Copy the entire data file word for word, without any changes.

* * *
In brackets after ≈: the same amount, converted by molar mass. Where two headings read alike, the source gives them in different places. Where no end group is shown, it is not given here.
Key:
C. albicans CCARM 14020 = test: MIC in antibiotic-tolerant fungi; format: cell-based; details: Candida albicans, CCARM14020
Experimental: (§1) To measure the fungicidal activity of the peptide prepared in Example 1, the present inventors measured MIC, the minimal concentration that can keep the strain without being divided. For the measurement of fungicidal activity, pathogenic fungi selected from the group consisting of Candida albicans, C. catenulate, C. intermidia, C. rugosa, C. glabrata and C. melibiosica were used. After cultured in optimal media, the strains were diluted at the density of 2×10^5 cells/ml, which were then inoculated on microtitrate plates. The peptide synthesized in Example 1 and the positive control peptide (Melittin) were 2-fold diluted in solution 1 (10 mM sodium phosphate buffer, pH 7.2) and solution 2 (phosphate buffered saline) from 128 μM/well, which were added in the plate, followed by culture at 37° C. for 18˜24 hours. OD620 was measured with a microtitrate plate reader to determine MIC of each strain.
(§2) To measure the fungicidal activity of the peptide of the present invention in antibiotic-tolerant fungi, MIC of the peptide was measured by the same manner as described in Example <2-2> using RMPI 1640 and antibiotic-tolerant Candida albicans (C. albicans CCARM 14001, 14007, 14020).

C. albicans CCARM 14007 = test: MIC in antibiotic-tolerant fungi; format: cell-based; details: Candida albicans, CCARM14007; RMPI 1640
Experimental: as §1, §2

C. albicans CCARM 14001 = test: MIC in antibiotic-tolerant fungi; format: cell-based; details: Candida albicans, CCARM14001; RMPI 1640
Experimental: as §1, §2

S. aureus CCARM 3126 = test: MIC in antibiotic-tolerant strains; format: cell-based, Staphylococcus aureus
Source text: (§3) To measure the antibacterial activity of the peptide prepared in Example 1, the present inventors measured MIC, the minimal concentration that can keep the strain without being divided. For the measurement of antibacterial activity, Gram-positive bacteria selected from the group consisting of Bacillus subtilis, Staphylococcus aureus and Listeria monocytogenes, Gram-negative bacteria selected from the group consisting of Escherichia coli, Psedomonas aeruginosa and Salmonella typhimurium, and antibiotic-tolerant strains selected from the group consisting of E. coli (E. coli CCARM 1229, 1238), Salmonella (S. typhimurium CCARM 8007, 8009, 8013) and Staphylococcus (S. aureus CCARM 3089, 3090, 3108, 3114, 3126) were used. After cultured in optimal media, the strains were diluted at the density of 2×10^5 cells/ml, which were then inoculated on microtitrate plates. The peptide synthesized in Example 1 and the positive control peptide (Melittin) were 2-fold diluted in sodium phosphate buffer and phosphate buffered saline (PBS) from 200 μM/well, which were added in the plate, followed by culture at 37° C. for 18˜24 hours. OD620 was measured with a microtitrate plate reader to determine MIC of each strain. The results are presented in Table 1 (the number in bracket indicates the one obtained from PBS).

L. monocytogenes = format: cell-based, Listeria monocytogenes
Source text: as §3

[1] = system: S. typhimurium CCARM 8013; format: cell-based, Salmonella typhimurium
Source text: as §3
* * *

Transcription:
In brackets after ≈: the same amount, converted by molar mass. Where two headings read alike, the source gives them in different places. Where no end group is shown, it is not given here.
Key:
C. albicans CCARM 14020 = test: MIC in antibiotic-tolerant fungi; format: cell-based; details: Candida albicans, CCARM14020
Experimental: (§1) To measure the fungicidal activity of the peptide prepared in Example 1, the present inventors measured MIC, the minimal concentration that can keep the strain without being divided. For the measurement of fungicidal activity, pathogenic fungi selected from the group consisting of Candida albicans, C. catenulate, C. intermidia, C. rugosa, C. glabrata and C. melibiosica were used. After cultured in optimal media, the strains were diluted at the density of 2×10^5 cells/ml, which were then inoculated on microtitrate plates. The peptide synthesized in Example 1 and the positive control peptide (Melittin) were 2-fold diluted in solution 1 (10 mM sodium phosphate buffer, pH 7.2) and solution 2 (phosphate buffered saline) from 128 μM/well, which were added in the plate, followed by culture at 37° C. for 18˜24 hours. OD620 was measured with a microtitrate plate reader to determine MIC of each strain.
(§2) To measure the fungicidal activity of the peptide of the present invention in antibiotic-tolerant fungi, MIC of the peptide was measured by the same manner as described in Example <2-2> using RMPI 1640 and antibiotic-tolerant Candida albicans (C. albicans CCARM 14001, 14007, 14020).

C. albicans CCARM 14007 = test: MIC in antibiotic-tolerant fungi; format: cell-based; details: Candida albicans, CCARM14007; RMPI 1640
Experimental: as §1, §2

C. albicans CCARM 14001 = test: MIC in antibiotic-tolerant fungi; format: cell-based; details: Candida albicans, CCARM14001; RMPI 1640
Experimental: as §1, §2

S. aureus CCARM 3126 = test: MIC in antibiotic-tolerant strains; format: cell-based, Staphylococcus aureus
Source text: (§3) To measure the antibacterial activity of the peptide prepared in Example 1, the present inventors measured MIC, the minimal concentration that can keep the strain without being divided. For the measurement of antibacterial activity, Gram-positive bacteria selected from the group consisting of Bacillus subtilis, Staphylococcus aureus and Listeria monocytogenes, Gram-negative bacteria selected from the group consisting of Escherichia coli, Psedomonas aeruginosa and Salmonella typhimurium, and antibiotic-tolerant strains selected from the group consisting of E. coli (E. coli CCARM 1229, 1238), Salmonella (S. typhimurium CCARM 8007, 8009, 8013) and Staphylococcus (S. aureus CCARM 3089, 3090, 3108, 3114, 3126) were used. After cultured in optimal media, the strains were diluted at the density of 2×10^5 cells/ml, which were then inoculated on microtitrate plates. The peptide synthesized in Example 1 and the positive control peptide (Melittin) were 2-fold diluted in sodium phosphate buffer and phosphate buffered saline (PBS) from 200 μM/well, which were added in the plate, followed by culture at 37° C. for 18˜24 hours. OD620 was measured with a microtitrate plate reader to determine MIC of each strain. The results are presented in Table 1 (the number in bracket indicates the one obtained from PBS).

L. monocytogenes = format: cell-based, Listeria monocytogenes
Source text: as §3

[1] = system: S. typhimurium CCARM 8013; format: cell-based, Salmonella typhimurium
Source text: as §3